The August 24 earthquake in California’s Napa Valley reminds us that even if a structure is sound and survives all the tremors fully intact, there still are many dangers lurking inside a small business.
Hazards include falling objects, ruptured gas and water lines, destruction of inventory and a loss of business revenue that can drive some small companies into bankruptcy.
So doesn’t it make sense to get QuakeSmart™?
QuakeSmart is a program originated by FEMA, supported by the Earthquake Country Alliance, and refined and disseminated by FLASH. It helps small businesses learn how to mitigate the damages of earthquakes. Keeping customers and employees safe is, of course, a top priority. But what many people, including small business owners, may not realize is that whenever a small company suffers a disruption of revenue, there is a high risk of permanent failure.
The average small business loses $3,000 a day when closed following a natural disaster. That can be devastating to businesses already operating on slim profit margins.
Further, experience tells us that 40 percent of small businesses affected by a natural disaster will close permanently in the immediate aftermath. Another 25 percent will fail after one year. Moreover, a staggering 75 percent of small businesses without a continuity plan will shut their doors within three years of being affected by the event.
That, in turn, means loss of jobs, and if widespread, it can mean the surrounding community also sustains a heavy economic blow. Ninety-nine percent of all companies are small businesses and 50 percent of employees in the private sector work for small businesses.
Business survival is fundamental to economic resilience. So being QuakeSmart—a practical way to increase safety—may be one of the best investments business owners can make.
QuakeSmart offers a toolkit with an assessment, guide and checklists that small business owners can use to increase the safety in their stores or sites and increase the resilience of their companies. The steps focus on three levels–space, systems and structure. All of the activities will help avoid or minimize business interruption after an earthquake.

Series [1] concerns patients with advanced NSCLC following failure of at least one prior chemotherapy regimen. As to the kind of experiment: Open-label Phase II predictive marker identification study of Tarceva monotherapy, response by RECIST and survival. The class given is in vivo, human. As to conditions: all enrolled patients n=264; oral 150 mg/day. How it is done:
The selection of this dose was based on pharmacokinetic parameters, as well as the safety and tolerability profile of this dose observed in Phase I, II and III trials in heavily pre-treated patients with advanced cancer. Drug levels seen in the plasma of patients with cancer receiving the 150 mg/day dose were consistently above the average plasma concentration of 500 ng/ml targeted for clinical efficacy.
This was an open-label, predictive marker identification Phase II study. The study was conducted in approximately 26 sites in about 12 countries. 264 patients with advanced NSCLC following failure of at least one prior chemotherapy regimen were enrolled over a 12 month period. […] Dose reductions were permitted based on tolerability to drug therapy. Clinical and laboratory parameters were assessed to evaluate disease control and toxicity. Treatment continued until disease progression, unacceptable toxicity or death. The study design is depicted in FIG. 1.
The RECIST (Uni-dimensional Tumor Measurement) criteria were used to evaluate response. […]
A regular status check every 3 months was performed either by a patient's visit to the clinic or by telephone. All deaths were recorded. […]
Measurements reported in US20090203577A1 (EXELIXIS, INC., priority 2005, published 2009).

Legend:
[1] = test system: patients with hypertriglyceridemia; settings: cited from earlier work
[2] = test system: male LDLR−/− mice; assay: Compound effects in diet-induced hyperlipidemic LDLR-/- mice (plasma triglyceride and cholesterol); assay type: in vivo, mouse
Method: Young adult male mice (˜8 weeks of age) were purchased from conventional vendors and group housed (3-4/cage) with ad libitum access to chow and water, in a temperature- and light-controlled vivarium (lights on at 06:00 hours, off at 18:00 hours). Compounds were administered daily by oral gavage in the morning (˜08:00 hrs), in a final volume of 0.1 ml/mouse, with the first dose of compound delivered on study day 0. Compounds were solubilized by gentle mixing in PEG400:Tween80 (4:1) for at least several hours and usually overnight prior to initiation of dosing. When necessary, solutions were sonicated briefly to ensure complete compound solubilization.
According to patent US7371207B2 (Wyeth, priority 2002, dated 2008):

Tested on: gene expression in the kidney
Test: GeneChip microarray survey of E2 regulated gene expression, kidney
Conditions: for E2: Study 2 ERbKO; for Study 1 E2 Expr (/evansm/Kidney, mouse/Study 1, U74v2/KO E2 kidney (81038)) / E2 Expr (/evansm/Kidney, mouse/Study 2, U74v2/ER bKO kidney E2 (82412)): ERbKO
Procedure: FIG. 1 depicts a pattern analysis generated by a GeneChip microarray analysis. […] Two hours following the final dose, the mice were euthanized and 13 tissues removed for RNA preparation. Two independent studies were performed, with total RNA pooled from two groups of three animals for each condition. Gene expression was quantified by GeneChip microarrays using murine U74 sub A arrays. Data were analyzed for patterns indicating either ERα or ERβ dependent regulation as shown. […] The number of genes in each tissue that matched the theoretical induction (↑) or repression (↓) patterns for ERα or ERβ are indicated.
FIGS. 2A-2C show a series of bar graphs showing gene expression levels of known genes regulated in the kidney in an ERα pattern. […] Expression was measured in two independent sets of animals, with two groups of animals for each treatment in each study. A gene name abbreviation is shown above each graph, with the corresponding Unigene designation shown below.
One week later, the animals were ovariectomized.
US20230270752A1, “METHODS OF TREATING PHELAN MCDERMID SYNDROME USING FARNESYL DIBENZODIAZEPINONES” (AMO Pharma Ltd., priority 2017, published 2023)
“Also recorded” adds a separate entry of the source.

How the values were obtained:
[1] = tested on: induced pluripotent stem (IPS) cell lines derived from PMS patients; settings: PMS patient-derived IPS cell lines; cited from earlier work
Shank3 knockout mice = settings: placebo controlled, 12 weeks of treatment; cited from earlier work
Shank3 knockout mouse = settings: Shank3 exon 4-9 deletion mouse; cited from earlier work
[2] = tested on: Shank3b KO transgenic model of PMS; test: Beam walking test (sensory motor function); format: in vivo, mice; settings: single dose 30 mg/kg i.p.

Recently, we joined forces with a growing list of business and community leaders to present workshops and help small businesses get on a path to become QuakeSmart. Our first one two weeks ago in Riverside, California drew more than 50 small companies. Our next one is in San Mateo, California on Oct. 30, and registrations are already surging. Next year, we will be in St. Louis, Missouri and Yuma, Arizona. And, based on the workshop popularity, we have decided to produce an online version to make the information available across the United States.
Businesses who complete the program steps will receive recognition certificate and a sticker to display that tells their community that they are “QuakeSmart”. More information about the workshops is available at www.earthquake2014summit.com, and we also offer general earthquake mitigation and QuakeSmart basics at www.flash.org/quakesmart.
The QuakeSmart initiative is taking hold because the steps are proven to save lives, save money, and create the resiliency that stops a natural disaster from turning into a catastrophe. That’s the ultimate selling point for businesses and customers alike.